In June 1885, the regiment was relocated to the South Cavalry Barracks at Aldershot,[11] where the Prince of Wales' eldest son, Prince Albert Victor, joined the regiment and thereafter the Prince of Wales and his other son, Prince George, became frequent visitors. Byng struck up a friendship with both Albert Victor and George, but did not socialise with them much outside of army circles. Byng was appointed as the regimental adjutant on 20 October 1886,[12] only nine days before the death of his father, who left Byng a watch and £3,500.[13] The regiment then moved again in 1887 to the barracks at Hounslow, where, after suspecting that contractors were selling him inferior meat, Byng spent several early mornings at the Smithfield market to learn the meat trade, eventually proving his case and having the contractors changed.[14] It was also at this time that Byng became acquainted with the Lord Rowton, who, along with the Guinness Trust, was trying to improve housing for skilled workers in London. Byng accompanied Rowton around the poorest areas of the city and suggested that retired senior soldiers from the rank-and-file be hired to maintain order in the Rowton Houses that Rowton had set up, thus starting a long-lived tradition.[15]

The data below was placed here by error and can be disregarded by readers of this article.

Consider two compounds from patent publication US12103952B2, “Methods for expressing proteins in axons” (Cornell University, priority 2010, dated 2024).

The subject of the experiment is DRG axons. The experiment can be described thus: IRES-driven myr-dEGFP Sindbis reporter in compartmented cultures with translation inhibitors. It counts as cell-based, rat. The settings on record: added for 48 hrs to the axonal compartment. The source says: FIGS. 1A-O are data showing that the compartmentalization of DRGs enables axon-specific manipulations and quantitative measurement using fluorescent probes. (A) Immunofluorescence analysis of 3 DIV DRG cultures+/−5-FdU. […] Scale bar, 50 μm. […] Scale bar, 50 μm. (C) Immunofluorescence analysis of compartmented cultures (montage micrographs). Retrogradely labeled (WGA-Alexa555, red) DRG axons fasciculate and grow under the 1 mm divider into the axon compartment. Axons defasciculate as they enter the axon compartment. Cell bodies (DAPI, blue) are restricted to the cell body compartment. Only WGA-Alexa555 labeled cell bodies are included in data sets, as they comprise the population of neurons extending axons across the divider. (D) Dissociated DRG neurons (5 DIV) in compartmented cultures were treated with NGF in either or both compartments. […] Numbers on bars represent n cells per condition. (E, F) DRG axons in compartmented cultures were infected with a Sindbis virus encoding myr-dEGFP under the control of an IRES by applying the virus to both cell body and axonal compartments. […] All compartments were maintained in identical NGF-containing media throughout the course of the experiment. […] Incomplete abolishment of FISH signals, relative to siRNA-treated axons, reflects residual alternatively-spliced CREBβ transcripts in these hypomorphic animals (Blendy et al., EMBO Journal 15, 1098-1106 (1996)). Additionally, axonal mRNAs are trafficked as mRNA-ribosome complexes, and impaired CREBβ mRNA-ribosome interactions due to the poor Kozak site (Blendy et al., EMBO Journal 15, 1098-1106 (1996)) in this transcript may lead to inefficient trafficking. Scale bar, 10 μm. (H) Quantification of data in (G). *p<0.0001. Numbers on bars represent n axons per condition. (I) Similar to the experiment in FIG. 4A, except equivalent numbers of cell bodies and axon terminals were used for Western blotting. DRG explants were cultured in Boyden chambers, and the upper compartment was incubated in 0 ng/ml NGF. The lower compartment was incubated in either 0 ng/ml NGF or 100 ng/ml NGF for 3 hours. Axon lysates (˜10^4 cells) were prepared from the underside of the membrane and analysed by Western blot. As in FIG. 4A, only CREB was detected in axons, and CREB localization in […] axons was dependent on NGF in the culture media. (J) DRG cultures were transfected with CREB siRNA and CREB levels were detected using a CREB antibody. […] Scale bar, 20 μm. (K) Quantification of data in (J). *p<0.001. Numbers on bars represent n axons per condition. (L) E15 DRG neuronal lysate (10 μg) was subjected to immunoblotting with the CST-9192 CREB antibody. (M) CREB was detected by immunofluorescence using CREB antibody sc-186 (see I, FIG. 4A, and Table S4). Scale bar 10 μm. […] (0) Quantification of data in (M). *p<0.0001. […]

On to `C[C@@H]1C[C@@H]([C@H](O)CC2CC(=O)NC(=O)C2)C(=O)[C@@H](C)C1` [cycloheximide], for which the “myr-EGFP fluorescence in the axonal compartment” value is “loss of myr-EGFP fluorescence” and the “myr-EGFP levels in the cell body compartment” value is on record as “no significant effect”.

Staff College

In 1888, the hussars again moved, this time to York, where Byng kept his men busy by raising successful cricket and football teams. Byng was promoted to captain on 4 January 1890,[16] around the time he began to consider entering the Staff College at Camberley. He thus, in order to dedicate his time to preparatory studies, which continued when the regiment moved in 1891 to Ireland, resigned his commission as adjutant and turned down an invitation from Prince Albert Victor to join him in India as an equerry. After being detached for a time in order to serve and gain more experience in the infantry and artillery,[17] Byng sat and passed his entrance exams into the Staff College and secured a nomination in September 1892.[18] A year before Byng entered the college, however, Albert Victor fell victim to the influenza pandemic that raged around the world, and, at the Prince's funeral on 20 January 1892, Byng commanded the pallbearers (all from the 10th Royal Hussars),[19] which was a significant display of trust shown Byng by the Prince of Wales.[20]